The non-inverting input terminal of the operational amplifier circuit 41 is connected to a reference voltage source 45 to be supplied with the predetermined reference voltage therefrom. A current detecting resistance 46 for detecting pumping current Ip is connected between an output terminal of the operational amplifier circuit 41 and the line 1 or an inverting input terminal of the operational amplifier circuit 41. That, is the resistance 46 also serves as the negative feedback resistance of the operational amplifier circuit 41.

In the operational amplifier circuit 41 connected as above, provided that there is no offset in the output of the circuit 41, when the air-fuel ratio is equal to the stoichiometric ratio, no pumping current Ip flows in the line 1 and is applied to the inverting input terminal of the circuit 41 according to the input level setting for the differential amplifier 421, and then the output voltage is equal to the reference potential at the non-inverting input terminal and an electric potential at the inverting input terminal is also equal to the reference potential. On the other hand, when the air-fuel ratio is not equal to the stoichiometric ratio, pumping current is supplied to the inverting input terminal, and an output voltage is generated at the output of the circuit 41, which corresponds to the amplification degree or factor (even if it is 1) determined by the value of the resistance 46. Although the output voltage varies in response to the magnitude of the pumping current Ip, the potential at the inverting input terminal is maintained at a constant value substantially equal to the reference potential at the non-inverting input terminal due to the action of the operational amplifier 41.

More specifically, with the above described construction, when no pumping current Ip flows in the line 1, i.e. Ip is zero, the output voltage IPVW of the operational amplifier 41 (i.e. the voltage at one end of the resistance 46) is made equal to the reference voltgage VREF from the reference voltage source 45, and at the same time a voltage VCENT applied to the inverting input terminal (i.e. the voltage in the line 1 and at the other end of the resistance 46) is made equal to the reference voltage VREF.

Further, even when the pumping current Ip is not zero and varies within the lean side or within the rich side in response to the air-fuel ratio of the supplied mixture, as hereinafter referred to, the voltage at the inverting input terminal of the operational amplifier 41 or at the other end of the resistance 46 connected to the line 1, is made substantially equal to the voltage at the non-inverting input terminal, i.e. the reference voltage VREF irrespective of a change in the pumping current Ip.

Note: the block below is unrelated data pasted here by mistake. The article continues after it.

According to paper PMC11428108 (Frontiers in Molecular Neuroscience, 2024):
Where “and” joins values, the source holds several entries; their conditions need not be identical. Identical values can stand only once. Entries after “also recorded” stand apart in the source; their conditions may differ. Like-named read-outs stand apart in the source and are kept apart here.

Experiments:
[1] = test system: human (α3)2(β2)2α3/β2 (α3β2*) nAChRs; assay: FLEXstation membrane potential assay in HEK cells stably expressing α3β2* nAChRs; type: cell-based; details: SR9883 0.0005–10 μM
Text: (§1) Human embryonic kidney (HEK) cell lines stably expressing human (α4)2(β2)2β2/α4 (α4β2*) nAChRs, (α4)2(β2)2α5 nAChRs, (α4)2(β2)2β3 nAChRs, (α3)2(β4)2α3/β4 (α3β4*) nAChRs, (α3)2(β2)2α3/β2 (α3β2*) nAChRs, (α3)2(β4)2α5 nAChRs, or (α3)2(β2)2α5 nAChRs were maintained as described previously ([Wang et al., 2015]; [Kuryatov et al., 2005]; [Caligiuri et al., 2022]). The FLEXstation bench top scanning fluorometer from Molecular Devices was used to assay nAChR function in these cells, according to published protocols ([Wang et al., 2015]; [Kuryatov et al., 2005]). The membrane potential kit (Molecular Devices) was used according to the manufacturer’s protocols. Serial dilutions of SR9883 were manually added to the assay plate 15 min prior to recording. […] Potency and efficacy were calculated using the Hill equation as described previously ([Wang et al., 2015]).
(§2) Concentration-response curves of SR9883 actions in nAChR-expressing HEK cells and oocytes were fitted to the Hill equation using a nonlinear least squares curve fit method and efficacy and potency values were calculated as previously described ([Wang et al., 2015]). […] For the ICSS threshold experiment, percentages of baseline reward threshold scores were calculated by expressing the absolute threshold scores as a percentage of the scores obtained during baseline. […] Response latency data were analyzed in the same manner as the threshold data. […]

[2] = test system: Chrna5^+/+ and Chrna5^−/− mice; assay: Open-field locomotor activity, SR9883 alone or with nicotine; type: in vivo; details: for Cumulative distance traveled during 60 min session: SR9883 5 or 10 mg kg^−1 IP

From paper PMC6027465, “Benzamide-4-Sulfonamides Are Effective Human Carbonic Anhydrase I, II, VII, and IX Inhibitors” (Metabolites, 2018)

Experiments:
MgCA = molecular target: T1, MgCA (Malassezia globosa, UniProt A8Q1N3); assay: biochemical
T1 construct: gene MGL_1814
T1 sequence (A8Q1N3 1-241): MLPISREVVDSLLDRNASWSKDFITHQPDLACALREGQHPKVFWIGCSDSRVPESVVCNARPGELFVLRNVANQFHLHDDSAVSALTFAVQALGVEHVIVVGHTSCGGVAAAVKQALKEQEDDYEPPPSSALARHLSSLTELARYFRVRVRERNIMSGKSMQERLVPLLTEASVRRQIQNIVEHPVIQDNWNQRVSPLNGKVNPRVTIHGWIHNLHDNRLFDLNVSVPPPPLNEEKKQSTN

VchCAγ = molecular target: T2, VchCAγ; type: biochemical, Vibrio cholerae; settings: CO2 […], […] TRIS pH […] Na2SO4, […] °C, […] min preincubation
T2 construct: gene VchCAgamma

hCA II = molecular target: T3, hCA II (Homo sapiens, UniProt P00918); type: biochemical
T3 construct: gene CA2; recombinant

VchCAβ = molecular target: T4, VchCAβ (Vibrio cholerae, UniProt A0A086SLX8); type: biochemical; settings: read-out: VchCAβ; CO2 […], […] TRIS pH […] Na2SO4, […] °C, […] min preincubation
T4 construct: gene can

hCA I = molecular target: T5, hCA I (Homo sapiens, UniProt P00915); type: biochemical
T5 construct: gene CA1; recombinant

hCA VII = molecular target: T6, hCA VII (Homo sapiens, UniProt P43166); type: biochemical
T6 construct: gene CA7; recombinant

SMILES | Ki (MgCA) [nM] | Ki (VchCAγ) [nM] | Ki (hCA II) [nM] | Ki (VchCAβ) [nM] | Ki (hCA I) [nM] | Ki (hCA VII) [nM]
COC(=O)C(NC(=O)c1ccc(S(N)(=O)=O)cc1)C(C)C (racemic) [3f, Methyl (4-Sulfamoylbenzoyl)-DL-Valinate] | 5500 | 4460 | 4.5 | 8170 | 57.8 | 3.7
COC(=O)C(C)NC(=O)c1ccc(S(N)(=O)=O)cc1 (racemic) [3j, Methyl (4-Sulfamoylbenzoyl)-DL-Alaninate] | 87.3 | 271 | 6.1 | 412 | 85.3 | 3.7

As described above, the voltage VCENT on the line 1 and accordingly at the other end of the resistance 46 is maintained substantially at the voltage VREF, irrespective of whether the pumping current Ip assumes zero or varies. On the other hand, the voltage at the one end of the resistance 46 connected to the output of the operational amplifier circuit 41 is varied in response to the direction of the pumping current Ip (the positive direction or the negative direction) and the amount of the current Ip. Therefore, the voltage VCENT is a reference value (reference voltage) for detecting current flowing through the oxygen-pumping element and calculating the air-fuel ratio based on the detected current value.

In this sense, the potential on the line 1 is not the earth potential, but the whole system including the line 1 and the current detecting resistance 46 is raised in potential from the ground level by the reference voltage VREF. Consequently, when the pumping current Ip is determined from a potential difference between the opposite ends of the current detecting resistance 46, that is, from the respective voltages VCENT and IPVW, as hereinafter described, the reference value VCENT as well as the other end voltage IPVW are always positive voltages, irrespective of whether the pumping current Ip flows in the positive direction or in the negative direction in response to the air-fuel ratio, thereby facilitating the calculation of the air-fuel ratio.

Further, the raising-up of the reference voltage of the pumping current detecting system to the constant reference voltage as above is advantageous for avoiding erroreous detecting of the current due to noise, especially high level noise such as ignition pulse noise of the engine.

The voltage VREF of the reference voltage source 45 of the operational amplifier circuit 41 is set at a predetermined voltage (e.g. 205 volts) also for ensuring the above described advantage.

The second oxygen concentration detecting element of the sensor body 100 has a similar construction to the first oxygen concentration detecting element. That is, in the voltage applying circuit and the switching circuit 44, there are respectively provided a differential amplifier circuit 422 a reference voltage source 432, and the aforementioned switch 442. The switch 442 is connected to the outer side electrode 292 a of the oxygen-pumping element 302, and the respective inner side electrodes 272 b and 292 b of the cell element 282 and the oxygen-pumping element 302 are both connected to the line 1, so that, during the use of the second oxygen concentration detecting element, the pumping current Ip flowing through the oxygen-pumping element 302 flows in the line 1.

The output voltage IPVW of the operational amplifier circuit 41 and the voltage VCENT on the line 1, at the opposite ends of the current detecting resistance 46, are supplied to an input port 401 of an electronic control unit (hereinafter called "the ECU") 4 and are at the same time supplied to respective inputs of a differential amplifier circuit 47.